Making logging.getLogger() simpler

Discussion in 'Python' started by Lie Ryan, Sep 18, 2010.

  1. Lie Ryan

    Lie Ryan Guest

    I was expecting this to work:

    import logging
    logger = logging.getLogger(__name__)
    logger.warn('this is a warning')

    instead it produced the error:

    No handlers could be found for logger "__main__"


    However, if instead I do:

    import logging
    logging.warn('creating logger')
    logger = logging.getLogger(__name__)
    logger.warn('this is a warning')

    then it does work.

    Is there any reason why getLogger()-created logger shouldn't
    automatically create a default handler?
     
    Lie Ryan, Sep 18, 2010
    #1
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  2. Lie Ryan

    Kev Dwyer Guest

    On Sun, 19 Sep 2010 02:35:15 +1000, Lie Ryan wrote:

    > I was expecting this to work:
    >
    > import logging
    > logger = logging.getLogger(__name__)
    > logger.warn('this is a warning')
    >
    > instead it produced the error:
    >
    > No handlers could be found for logger "__main__"
    >
    >
    > However, if instead I do:
    >
    > import logging
    > logging.warn('creating logger')
    > logger = logging.getLogger(__name__)
    > logger.warn('this is a warning')
    >
    > then it does work.
    >
    > Is there any reason why getLogger()-created logger shouldn't
    > automatically create a default handler?


    Hello Lie,

    Calling logging.warn(), or logging.debug() etc. before handlers
    have been assigned to the root logger will result in
    logging.basicConfig() being called automatically. By default a
    StreamHandler will be created on the root logger and your logger
    inherits the StreamHandler. So you can avoid the "No handlers..."
    warning by calling logging.basicConfig() before your program
    does any logging.

    I don't know why getLogger() doesn't so something similar when
    it's called. Perhaps so that the logger is explicitly
    initialised with basic, file or dictConfig?

    Cheers,

    Kev
     
    Kev Dwyer, Sep 19, 2010
    #2
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  3. Lie Ryan

    Vinay Sajip Guest

    On Sep 18, 5:35 pm, Lie Ryan <> wrote:
    > I was expecting this to work:
    >
    >   importlogging
    >   logger =logging.getLogger(__name__)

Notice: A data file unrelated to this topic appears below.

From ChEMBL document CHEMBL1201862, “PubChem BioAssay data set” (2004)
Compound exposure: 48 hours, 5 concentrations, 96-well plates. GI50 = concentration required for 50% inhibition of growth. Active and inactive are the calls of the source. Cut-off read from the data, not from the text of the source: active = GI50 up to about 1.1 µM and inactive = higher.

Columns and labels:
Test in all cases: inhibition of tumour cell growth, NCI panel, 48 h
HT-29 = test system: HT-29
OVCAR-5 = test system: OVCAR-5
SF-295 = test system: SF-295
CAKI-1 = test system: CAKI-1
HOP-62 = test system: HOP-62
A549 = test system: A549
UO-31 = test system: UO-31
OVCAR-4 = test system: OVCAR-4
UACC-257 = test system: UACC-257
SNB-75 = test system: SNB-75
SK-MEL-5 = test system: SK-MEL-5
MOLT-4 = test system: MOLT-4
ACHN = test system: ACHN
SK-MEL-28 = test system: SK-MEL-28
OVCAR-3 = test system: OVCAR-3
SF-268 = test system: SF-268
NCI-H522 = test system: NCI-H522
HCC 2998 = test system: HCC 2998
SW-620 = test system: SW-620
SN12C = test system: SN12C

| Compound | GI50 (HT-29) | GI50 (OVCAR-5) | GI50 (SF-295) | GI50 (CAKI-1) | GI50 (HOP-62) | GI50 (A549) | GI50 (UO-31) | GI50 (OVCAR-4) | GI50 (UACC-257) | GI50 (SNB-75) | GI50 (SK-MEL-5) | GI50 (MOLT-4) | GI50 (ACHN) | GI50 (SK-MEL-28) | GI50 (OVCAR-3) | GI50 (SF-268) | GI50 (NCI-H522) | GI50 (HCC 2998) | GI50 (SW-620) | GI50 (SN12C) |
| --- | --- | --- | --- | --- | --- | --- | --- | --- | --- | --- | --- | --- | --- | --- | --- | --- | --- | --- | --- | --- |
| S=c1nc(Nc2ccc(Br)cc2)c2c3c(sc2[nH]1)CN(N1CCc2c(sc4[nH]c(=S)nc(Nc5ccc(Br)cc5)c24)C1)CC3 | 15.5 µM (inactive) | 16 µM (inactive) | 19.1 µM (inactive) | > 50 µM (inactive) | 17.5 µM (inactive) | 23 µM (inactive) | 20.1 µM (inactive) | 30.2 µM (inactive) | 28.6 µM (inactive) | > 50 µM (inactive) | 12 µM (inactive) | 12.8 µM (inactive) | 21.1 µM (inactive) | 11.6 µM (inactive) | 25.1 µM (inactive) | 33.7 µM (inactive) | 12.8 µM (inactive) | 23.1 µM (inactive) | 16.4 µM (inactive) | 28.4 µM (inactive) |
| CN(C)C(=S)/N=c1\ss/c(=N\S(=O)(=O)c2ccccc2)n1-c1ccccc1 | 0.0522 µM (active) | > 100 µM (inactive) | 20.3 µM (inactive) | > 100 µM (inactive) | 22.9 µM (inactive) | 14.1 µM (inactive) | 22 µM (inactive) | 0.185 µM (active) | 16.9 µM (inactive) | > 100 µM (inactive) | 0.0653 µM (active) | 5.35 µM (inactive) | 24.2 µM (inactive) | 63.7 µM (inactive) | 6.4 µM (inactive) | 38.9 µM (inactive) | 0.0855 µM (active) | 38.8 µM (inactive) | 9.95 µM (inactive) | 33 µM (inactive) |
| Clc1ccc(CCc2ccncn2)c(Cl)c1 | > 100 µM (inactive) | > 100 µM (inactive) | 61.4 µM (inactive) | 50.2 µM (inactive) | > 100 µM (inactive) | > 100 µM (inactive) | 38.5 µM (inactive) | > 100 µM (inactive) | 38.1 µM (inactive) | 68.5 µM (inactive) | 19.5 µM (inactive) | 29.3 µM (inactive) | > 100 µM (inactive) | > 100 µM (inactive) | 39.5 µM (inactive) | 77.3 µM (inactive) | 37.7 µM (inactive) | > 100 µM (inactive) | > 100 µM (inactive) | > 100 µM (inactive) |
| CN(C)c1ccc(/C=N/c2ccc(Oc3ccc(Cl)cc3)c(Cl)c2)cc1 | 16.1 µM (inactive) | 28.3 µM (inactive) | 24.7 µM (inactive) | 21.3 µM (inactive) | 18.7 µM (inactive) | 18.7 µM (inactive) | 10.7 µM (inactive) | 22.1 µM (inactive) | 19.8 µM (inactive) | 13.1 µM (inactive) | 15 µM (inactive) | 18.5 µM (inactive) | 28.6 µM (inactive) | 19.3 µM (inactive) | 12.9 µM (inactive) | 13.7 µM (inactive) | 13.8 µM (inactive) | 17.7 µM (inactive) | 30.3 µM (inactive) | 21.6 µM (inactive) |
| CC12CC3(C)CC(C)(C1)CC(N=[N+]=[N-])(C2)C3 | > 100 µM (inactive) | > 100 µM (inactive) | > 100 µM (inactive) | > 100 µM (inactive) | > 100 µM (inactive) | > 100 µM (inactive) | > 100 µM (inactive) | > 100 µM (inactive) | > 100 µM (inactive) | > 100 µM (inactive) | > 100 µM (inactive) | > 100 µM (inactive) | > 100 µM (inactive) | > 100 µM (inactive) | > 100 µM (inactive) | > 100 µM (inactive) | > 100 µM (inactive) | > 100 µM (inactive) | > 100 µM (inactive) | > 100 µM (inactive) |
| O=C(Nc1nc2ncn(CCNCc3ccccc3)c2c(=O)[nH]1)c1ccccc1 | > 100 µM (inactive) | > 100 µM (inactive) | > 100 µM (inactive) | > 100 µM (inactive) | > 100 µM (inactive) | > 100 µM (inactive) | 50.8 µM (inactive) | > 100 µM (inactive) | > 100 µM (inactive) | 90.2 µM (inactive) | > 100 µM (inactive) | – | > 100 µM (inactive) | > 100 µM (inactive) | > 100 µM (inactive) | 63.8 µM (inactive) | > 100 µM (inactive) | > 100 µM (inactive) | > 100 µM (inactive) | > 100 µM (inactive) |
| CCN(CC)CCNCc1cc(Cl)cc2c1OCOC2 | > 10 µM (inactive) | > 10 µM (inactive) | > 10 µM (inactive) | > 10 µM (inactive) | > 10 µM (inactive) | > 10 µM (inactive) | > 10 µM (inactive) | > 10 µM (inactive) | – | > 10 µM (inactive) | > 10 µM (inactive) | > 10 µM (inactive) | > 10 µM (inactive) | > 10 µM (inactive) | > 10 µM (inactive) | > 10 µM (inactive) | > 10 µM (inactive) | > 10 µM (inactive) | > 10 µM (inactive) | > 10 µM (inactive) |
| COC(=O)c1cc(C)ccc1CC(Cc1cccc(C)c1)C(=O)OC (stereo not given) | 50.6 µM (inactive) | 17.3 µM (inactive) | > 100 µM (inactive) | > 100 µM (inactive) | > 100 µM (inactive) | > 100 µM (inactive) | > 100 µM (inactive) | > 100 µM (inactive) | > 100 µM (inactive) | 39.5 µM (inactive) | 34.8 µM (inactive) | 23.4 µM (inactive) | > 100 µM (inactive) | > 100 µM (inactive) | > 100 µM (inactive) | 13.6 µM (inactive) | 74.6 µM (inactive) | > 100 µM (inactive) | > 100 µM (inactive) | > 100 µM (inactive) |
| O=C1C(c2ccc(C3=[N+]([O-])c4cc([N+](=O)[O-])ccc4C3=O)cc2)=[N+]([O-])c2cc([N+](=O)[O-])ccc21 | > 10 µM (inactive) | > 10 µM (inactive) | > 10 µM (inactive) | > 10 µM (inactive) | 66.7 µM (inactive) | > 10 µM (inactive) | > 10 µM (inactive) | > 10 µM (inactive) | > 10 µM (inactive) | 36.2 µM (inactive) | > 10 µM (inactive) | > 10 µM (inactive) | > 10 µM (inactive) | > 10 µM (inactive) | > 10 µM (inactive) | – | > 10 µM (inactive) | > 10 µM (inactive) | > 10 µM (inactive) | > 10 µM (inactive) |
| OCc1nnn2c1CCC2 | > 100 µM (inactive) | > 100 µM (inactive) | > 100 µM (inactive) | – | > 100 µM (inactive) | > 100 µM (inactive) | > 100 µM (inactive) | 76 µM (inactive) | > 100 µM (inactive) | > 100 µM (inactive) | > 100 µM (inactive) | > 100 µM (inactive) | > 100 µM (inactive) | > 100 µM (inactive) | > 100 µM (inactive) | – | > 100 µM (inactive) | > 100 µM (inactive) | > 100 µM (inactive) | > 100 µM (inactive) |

>   logger.warn('this is a warning')
    >
    > instead it produced the error:
    >
    >   No handlers could be found for logger "__main__"
    >
    > However, if instead I do:
    >
    >   importlogging
    >  logging.warn('creating logger')
    >   logger =logging.getLogger(__name__)
    >   logger.warn('this is a warning')
    >
    > then it does work.
    >
    > Is there any reason why getLogger()-created logger shouldn't
    > automatically create a default handler?


    There is a good reason why a getLogger()-created logger doesn't add a
    default handler. Imagine if it did, and the code you were writing was
    a library module that was used in an application being written by
    another developer. Imagine if there were several other libraries which
    also declared loggers (and therefore several default handlers). Then
    the result of running the application would be to get a whole bunch of
    unexpected messages from those libraries, including yours. This would
    annoy the application developer no end, and rightly so.

    For simple uses of logging (where you are writing a utility script,
    for example, when you are the application developer) you can call
    logging.warning() etc. which will (for your convenience) add a handler
    to write to the console for you, if there isn't a handler already.

    If you are doing something more involved, you will need to configure
    logging to do whatever it is you want, and when you run your program
    your log will contain messages from your application as well as third-
    party libraries you use, all playing well together and with no
    unpleasant surprises.

    If you are writing a library, you will typically:

    1. Add a NullHandler to your top-level logger.
    2. If you want to force your users (application developers) to add
    handlers explicitly to their loggers, set your top-level logger's
    propagate flag to False.
    3. If you want to have a specific verbosity on your loggers, which is
    different from the default (WARNING), you need to set that level on
    your top-level logger, or on individual loggers for which you want
    that specific, non-default verbosity.

    I hope that helps,


    Vinay Sajip
     
    Vinay Sajip, Sep 19, 2010
    #3
  4. Lie Ryan

    Vinay Sajip Guest

    On Sep 19, 7:52 pm, Vinay Sajip <> wrote:
    > If you are writing a library, you will typically:
    > 2. If you want to force your users (application developers) to add
    > handlers explicitly to their loggers, set your top-level logger's
    > propagate flag to False.


    Sorry, in the above text, where it says "their loggers" it should say
    "your loggers"

    Regards,

    Vinay Sajip
     
    Vinay Sajip, Sep 19, 2010
    #4
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